by Randy Gardner, J.D., LL.M., CPA, CFP®; Matt McClintock, J.D.; Leslie Daff, J.D.; and Julie Welch, CPA, CFP®
Randy Gardner, J.D., LL.M., CPA, CFP®, is a professor of tax and estate planning at the University of Missouri–Kansas City and an education specialist for the WealthCounsel Companies. He is co-author (with Julie Welch) of 101 Tax Saving Ideas and co-author (with Leslie Daff) of The Closing Wealth Transfer Window. (Email HERE).
Matt McClintock, J.D., is vice president of education for the WealthCounsel Companies and a featured speaker at www.estateplanning.com. (Email HERE).
Leslie Daff, J.D., is a state bar certified specialist in estate planning, probate, and trust law and the founder of Estate Plan Inc., a professional law corporation with offices in California and Kansas. (Email HERE).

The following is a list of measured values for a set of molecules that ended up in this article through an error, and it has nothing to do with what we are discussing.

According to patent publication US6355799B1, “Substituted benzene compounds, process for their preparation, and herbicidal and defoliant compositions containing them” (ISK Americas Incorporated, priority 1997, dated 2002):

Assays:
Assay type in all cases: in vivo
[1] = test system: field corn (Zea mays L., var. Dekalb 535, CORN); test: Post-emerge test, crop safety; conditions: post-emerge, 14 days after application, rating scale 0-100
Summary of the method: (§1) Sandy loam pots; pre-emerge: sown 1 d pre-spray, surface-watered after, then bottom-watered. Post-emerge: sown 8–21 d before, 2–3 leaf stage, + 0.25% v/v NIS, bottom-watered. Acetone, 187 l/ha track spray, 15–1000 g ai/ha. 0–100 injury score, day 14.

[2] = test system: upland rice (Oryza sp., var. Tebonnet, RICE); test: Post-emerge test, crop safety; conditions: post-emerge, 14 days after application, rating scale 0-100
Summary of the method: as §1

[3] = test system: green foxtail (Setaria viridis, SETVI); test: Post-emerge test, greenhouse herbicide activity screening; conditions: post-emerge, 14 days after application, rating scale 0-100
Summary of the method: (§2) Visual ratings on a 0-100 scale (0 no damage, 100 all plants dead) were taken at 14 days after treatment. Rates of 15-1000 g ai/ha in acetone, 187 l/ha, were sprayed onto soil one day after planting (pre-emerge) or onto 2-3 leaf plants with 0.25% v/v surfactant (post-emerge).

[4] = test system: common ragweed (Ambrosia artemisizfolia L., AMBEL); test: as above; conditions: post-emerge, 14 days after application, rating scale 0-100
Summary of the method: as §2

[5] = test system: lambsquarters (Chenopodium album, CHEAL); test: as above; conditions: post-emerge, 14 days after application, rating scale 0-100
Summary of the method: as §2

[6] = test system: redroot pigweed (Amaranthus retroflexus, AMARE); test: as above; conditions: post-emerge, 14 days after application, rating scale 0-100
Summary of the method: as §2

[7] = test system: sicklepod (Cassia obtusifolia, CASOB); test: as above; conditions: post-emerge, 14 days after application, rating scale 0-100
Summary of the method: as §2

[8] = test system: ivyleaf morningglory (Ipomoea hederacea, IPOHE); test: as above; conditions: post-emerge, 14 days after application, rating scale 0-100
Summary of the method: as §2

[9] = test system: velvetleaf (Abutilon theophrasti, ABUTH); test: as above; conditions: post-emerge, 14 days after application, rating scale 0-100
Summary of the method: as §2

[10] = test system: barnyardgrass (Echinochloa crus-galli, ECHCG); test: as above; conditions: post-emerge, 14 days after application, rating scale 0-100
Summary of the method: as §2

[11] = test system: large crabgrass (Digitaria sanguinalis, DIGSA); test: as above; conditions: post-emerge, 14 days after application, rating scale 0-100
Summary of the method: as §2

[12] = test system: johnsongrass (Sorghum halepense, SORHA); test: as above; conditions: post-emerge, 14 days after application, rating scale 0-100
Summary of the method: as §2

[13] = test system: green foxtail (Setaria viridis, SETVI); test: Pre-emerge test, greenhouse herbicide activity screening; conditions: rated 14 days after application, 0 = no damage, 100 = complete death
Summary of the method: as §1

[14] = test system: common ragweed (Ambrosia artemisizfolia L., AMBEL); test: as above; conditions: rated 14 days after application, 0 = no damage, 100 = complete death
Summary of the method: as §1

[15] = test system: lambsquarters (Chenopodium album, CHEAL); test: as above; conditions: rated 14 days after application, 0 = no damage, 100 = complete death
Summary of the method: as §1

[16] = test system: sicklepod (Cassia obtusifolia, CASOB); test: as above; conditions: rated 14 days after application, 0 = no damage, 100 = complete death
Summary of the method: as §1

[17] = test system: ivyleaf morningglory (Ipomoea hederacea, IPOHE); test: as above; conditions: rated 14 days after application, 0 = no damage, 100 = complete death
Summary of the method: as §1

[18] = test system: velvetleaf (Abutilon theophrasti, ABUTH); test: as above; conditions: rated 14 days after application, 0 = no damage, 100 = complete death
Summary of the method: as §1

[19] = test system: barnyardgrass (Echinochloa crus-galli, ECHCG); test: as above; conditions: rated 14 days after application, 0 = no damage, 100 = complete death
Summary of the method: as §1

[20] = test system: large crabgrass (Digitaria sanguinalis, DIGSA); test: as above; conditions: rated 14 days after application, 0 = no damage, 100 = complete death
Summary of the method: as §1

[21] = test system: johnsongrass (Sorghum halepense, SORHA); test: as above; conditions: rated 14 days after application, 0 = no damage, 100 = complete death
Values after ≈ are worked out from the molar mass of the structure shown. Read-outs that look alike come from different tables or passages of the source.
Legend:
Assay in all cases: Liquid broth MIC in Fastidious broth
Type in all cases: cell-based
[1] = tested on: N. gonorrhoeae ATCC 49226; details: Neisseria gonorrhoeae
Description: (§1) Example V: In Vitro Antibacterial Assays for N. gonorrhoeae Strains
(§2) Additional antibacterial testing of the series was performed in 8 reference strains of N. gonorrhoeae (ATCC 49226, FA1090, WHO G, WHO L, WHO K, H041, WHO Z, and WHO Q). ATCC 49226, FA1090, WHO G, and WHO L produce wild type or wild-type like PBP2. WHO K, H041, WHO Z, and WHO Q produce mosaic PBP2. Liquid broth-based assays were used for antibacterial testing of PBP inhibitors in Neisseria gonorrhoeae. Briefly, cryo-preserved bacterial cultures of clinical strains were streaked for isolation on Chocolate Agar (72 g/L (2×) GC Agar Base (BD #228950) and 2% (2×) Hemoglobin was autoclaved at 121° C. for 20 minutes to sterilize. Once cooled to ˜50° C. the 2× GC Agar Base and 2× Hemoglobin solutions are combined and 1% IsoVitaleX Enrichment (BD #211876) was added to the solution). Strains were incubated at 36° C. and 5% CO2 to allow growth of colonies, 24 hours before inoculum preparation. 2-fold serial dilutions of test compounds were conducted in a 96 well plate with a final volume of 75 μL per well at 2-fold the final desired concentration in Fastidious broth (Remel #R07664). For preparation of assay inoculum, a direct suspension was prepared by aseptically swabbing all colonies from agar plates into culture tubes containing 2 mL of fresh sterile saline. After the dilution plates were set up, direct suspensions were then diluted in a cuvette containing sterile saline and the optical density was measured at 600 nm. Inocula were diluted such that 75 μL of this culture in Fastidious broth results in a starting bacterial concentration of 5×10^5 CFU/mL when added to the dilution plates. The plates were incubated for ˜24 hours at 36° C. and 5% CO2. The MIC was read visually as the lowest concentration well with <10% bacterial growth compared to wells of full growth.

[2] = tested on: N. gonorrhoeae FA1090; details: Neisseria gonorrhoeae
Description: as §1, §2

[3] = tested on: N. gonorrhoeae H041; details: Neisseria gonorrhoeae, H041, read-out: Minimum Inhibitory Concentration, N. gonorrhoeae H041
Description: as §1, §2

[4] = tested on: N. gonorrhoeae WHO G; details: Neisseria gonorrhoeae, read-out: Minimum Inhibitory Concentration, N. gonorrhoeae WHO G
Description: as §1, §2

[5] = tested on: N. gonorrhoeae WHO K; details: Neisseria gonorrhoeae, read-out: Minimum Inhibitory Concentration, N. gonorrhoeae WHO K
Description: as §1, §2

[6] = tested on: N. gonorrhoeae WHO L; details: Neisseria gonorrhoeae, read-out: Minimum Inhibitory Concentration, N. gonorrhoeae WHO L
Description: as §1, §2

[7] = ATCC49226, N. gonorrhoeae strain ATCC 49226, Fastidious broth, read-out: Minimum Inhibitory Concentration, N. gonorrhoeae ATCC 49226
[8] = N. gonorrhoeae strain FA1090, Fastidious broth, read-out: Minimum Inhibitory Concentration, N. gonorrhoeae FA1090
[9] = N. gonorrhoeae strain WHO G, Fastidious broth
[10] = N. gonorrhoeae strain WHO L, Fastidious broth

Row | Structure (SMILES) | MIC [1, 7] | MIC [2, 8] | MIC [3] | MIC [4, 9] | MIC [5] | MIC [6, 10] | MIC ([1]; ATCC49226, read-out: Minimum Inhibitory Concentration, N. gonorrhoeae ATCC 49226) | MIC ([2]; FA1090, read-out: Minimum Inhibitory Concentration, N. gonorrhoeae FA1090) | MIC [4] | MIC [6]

Julie Welch, CPA, CFP® is director of tax and a shareholder with Meara Welch Brown PC in Kansas City, Missouri. (Email HERE).
The 39.6 percent ordinary tax rate and 20 percent capital gain tax rate enacted by the American Taxpayer Relief Act of 2012 (ATRA), and the 3.8 percent Medicare investment surtax now apply when trust income exceeds $11,950. These high rates apply at much lower levels of income for trusts than for individual taxpayers (see Table 1). With this disparity in mind, grantors creating trusts and trustees managing trusts should consider some strategies.
Income Distributed by a Trust Is Deductible
There are two broad types of trusts: grantor trusts and nongrantor trusts. Grantor trusts are ignored for tax purposes, and an individual grantor pays tax on the income earned by the assets in the trust on their personal Form 1040.
Nongrantor trusts are taxable entities for which the trustee must file a tax return (Form 1041).